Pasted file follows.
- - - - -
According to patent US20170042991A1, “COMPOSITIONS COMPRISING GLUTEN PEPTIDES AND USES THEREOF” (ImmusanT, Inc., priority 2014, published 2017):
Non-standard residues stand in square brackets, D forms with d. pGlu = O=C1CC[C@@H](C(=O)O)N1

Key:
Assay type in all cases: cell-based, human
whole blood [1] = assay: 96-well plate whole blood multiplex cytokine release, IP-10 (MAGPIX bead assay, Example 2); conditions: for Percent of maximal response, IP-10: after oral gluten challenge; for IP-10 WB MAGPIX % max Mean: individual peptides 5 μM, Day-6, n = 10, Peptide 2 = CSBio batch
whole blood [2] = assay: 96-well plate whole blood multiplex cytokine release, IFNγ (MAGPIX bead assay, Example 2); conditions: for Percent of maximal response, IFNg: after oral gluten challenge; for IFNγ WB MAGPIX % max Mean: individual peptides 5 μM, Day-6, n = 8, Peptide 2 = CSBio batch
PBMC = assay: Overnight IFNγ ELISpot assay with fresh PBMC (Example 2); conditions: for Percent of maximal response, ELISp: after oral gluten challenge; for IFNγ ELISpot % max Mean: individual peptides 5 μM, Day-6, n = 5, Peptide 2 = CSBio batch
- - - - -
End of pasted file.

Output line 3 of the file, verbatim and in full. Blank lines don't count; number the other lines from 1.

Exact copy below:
Key: